This is such a beautiful story. There is little doubt that Sackville-West was ideally placed to communicate the emotional bond between (wo)man and ancestral home; the anguish of her loss of Knole (which Woolf attempted to restore to her in Orlando) is vividly communicated through the growing feelings that Chase, the heir, comes to feel for the enormous financial burden that is Blackboys, "[m]ortgaged up to the last shilling, and overrun with peacocks". It has a touch of the magic of, say, The Secret Garden, about it, but expressed with that careful Sackville-West seductive sternness of vision.
Chase stood looking at the bowl of tulips; it seemed to him that he spent his days for ever looking at something, and deriving from it that new, quiet satisfaction.
 *   *   *
Procrastination and a carefully chosen pair of spectacles would make him a very giant of decision.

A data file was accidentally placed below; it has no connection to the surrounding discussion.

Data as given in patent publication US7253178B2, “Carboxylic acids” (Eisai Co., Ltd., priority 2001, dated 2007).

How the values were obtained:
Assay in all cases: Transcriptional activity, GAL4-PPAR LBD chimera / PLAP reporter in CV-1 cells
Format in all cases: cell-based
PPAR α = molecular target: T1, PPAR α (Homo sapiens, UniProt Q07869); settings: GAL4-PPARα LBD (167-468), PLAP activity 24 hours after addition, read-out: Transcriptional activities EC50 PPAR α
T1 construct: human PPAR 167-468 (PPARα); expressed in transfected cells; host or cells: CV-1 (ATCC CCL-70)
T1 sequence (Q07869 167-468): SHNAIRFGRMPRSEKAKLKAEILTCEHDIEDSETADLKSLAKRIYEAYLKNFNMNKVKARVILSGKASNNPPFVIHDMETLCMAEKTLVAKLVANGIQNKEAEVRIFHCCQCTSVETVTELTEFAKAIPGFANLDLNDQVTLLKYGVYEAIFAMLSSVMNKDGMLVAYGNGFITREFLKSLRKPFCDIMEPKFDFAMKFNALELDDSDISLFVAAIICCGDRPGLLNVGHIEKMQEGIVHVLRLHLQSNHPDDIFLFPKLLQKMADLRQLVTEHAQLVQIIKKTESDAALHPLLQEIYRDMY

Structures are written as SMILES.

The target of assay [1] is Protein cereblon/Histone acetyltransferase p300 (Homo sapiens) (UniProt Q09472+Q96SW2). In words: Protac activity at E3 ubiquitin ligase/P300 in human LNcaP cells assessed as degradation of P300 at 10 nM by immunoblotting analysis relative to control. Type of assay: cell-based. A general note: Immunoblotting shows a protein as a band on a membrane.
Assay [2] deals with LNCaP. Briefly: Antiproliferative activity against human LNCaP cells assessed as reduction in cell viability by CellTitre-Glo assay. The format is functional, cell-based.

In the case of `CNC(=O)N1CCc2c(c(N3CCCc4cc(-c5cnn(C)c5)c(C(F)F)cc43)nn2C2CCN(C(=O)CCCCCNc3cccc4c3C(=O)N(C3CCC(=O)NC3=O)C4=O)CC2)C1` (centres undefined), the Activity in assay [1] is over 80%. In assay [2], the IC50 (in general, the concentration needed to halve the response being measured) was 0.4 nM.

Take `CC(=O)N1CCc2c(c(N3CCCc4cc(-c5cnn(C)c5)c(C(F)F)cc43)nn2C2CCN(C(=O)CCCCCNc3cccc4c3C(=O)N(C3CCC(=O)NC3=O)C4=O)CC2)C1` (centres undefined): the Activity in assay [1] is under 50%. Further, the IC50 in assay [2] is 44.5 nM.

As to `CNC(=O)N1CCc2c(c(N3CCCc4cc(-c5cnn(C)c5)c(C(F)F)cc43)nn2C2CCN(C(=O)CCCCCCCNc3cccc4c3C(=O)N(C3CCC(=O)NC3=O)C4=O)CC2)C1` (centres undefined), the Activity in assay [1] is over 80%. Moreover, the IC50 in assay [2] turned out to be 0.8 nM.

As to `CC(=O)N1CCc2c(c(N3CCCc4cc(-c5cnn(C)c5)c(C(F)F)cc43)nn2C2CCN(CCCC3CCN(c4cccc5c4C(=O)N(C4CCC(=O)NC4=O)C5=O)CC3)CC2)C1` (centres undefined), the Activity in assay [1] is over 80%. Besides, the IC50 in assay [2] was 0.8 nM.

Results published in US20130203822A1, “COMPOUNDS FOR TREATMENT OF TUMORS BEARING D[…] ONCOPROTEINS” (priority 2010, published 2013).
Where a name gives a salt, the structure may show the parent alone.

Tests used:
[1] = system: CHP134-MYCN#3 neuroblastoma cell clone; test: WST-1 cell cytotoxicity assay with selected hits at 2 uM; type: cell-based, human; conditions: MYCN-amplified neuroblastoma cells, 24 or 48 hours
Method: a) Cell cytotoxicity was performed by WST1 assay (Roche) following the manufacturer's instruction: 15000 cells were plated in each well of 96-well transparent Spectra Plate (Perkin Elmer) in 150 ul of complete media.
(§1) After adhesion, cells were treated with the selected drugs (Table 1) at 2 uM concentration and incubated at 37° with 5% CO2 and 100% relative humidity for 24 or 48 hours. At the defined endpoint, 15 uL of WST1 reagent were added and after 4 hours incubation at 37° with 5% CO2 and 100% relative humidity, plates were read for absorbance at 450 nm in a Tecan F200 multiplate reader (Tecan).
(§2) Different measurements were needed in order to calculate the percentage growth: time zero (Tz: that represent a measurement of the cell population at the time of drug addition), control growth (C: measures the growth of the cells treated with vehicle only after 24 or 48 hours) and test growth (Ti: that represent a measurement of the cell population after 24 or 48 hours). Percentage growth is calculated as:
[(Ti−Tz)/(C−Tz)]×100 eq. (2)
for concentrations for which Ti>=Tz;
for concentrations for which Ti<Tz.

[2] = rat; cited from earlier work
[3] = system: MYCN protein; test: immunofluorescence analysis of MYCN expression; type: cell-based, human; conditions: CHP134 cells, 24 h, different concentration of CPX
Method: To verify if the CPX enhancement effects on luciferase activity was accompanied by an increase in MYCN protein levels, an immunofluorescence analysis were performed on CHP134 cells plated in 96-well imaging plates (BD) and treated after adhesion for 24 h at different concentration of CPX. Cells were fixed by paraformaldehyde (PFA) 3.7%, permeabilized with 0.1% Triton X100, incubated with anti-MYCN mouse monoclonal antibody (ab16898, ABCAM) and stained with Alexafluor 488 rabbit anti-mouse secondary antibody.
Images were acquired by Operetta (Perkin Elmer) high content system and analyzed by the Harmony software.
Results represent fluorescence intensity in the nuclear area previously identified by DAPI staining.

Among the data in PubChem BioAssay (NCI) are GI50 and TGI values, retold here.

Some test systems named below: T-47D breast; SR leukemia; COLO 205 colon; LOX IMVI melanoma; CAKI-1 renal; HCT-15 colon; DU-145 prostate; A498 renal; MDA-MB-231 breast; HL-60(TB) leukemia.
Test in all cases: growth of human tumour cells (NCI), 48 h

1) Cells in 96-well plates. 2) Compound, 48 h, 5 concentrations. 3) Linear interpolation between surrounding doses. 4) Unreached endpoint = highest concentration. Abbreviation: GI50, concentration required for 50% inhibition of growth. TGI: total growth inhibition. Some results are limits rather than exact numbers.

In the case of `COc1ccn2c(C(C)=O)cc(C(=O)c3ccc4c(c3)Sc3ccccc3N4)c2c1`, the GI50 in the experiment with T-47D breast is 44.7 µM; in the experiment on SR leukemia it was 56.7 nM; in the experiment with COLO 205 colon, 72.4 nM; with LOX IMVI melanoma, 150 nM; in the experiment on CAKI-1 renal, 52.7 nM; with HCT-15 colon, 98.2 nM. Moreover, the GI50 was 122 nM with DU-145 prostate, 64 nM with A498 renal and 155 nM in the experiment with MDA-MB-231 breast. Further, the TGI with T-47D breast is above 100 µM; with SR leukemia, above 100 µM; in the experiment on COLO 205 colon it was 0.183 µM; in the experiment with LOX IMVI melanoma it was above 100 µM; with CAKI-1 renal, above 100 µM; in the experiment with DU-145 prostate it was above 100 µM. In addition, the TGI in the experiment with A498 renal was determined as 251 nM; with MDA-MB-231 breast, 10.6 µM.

Seducers in Ecuador is wonderfully eccentric; a bit like one of those stories where all decisions are made by the throw of a dice, however, in this case, it is a pair of coloured sun spectacles which lead their wearer into acts irrational, illogical, matrimonial and, eventually, murderous. 

Arthur Lomax goes on a yachting holiday with three companions:
It is now time to be a little more explicit on the question of the companions of Lomax. Perhaps Miss Whitaker deserves precedence, since it was she, after all, who married Lomax. And perhaps Bellamy should come next, since it was he, after all, for whose murder Lomax was hanged. And perhaps Artivale should come third, since it was to him, after all, that Lomax bequeathed his, that is to say Bellamy’s, fortune. The practised reader will have observed by now that the element of surprise is not to be looked for in this story.
Unfortunately, as they are going to hot climes, he brings along a pair of dark spectacles which rather alter his (inner) vision and, more dangerously, his value system. What is most intriguing about this is how little obvious change his hitherto unremarkable life will undergo, yet with such remarkable consequences.